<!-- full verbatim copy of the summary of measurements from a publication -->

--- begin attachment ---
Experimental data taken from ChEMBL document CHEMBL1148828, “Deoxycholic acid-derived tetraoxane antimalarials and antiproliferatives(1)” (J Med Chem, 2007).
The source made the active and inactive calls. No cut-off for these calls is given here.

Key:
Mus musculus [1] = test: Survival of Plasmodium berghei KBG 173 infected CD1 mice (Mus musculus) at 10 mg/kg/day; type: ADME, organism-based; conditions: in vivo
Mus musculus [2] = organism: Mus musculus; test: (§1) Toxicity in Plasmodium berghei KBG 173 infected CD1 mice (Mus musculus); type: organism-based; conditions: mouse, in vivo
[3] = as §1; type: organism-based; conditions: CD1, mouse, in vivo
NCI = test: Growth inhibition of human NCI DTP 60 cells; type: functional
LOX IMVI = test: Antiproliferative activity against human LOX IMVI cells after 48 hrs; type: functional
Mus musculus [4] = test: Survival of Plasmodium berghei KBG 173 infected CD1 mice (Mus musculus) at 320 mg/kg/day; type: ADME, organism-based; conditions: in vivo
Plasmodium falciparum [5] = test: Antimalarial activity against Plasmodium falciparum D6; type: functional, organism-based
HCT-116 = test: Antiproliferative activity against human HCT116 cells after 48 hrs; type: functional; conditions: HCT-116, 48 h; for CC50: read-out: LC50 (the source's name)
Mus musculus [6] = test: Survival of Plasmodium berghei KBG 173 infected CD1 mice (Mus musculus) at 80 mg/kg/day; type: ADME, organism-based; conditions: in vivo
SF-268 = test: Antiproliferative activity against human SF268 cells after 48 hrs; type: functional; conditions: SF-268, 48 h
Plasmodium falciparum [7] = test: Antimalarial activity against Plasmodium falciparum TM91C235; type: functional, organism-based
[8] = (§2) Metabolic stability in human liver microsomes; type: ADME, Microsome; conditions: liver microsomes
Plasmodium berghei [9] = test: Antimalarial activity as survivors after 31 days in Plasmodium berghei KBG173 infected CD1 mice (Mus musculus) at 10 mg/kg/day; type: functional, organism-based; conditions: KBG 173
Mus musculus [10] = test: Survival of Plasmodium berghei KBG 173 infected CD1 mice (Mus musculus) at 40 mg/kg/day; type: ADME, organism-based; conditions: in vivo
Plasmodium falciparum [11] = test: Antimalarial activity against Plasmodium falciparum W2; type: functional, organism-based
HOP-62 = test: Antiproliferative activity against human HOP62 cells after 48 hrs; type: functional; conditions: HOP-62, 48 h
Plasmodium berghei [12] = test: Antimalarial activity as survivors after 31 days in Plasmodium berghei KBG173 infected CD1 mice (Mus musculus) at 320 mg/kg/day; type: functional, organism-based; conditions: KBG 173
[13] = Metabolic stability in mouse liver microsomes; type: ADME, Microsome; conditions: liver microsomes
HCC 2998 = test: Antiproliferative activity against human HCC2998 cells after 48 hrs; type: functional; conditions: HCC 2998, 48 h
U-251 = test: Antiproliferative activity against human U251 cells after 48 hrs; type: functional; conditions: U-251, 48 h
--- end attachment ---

Experimental data taken from ChEMBL document CHEMBL1148828, “Deoxycholic acid-derived tetraoxane antimalarials and antiproliferatives(1)” (J Med Chem, 2007).
The source made the active and inactive calls. No cut-off for these calls is given here.

Key:
Mus musculus [1] = test: Survival of Plasmodium berghei KBG 173 infected CD1 mice (Mus musculus) at 10 mg/kg/day; type: ADME, organism-based; conditions: in vivo
Mus musculus [2] = organism: Mus musculus; test: (§1) Toxicity in Plasmodium berghei KBG 173 infected CD1 mice (Mus musculus); type: organism-based; conditions: mouse, in vivo
[3] = as §1; type: organism-based; conditions: CD1, mouse, in vivo
NCI = test: Growth inhibition of human NCI DTP 60 cells; type: functional
LOX IMVI = test: Antiproliferative activity against human LOX IMVI cells after 48 hrs; type: functional
Mus musculus [4] = test: Survival of Plasmodium berghei KBG 173 infected CD1 mice (Mus musculus) at 320 mg/kg/day; type: ADME, organism-based; conditions: in vivo
Plasmodium falciparum [5] = test: Antimalarial activity against Plasmodium falciparum D6; type: functional, organism-based
HCT-116 = test: Antiproliferative activity against human HCT116 cells after 48 hrs; type: functional; conditions: HCT-116, 48 h; for CC50: read-out: LC50 (the source's name)
Mus musculus [6] = test: Survival of Plasmodium berghei KBG 173 infected CD1 mice (Mus musculus) at 80 mg/kg/day; type: ADME, organism-based; conditions: in vivo
SF-268 = test: Antiproliferative activity against human SF268 cells after 48 hrs; type: functional; conditions: SF-268, 48 h
Plasmodium falciparum [7] = test: Antimalarial activity against Plasmodium falciparum TM91C235; type: functional, organism-based
[8] = (§2) Metabolic stability in human liver microsomes; type: ADME, Microsome; conditions: liver microsomes
Plasmodium berghei [9] = test: Antimalarial activity as survivors after 31 days in Plasmodium berghei KBG173 infected CD1 mice (Mus musculus) at 10 mg/kg/day; type: functional, organism-based; conditions: KBG 173
Mus musculus [10] = test: Survival of Plasmodium berghei KBG 173 infected CD1 mice (Mus musculus) at 40 mg/kg/day; type: ADME, organism-based; conditions: in vivo
Plasmodium falciparum [11] = test: Antimalarial activity against Plasmodium falciparum W2; type: functional, organism-based
HOP-62 = test: Antiproliferative activity against human HOP62 cells after 48 hrs; type: functional; conditions: HOP-62, 48 h
Plasmodium berghei [12] = test: Antimalarial activity as survivors after 31 days in Plasmodium berghei KBG173 infected CD1 mice (Mus musculus) at 320 mg/kg/day; type: functional, organism-based; conditions: KBG 173
[13] = Metabolic stability in mouse liver microsomes; type: ADME, Microsome; conditions: liver microsomes
HCC 2998 = test: Antiproliferative activity against human HCC2998 cells after 48 hrs; type: functional; conditions: HCC 2998, 48 h
U-251 = test: Antiproliferative activity against human U251 cells after 48 hrs; type: functional; conditions: U-251, 48 h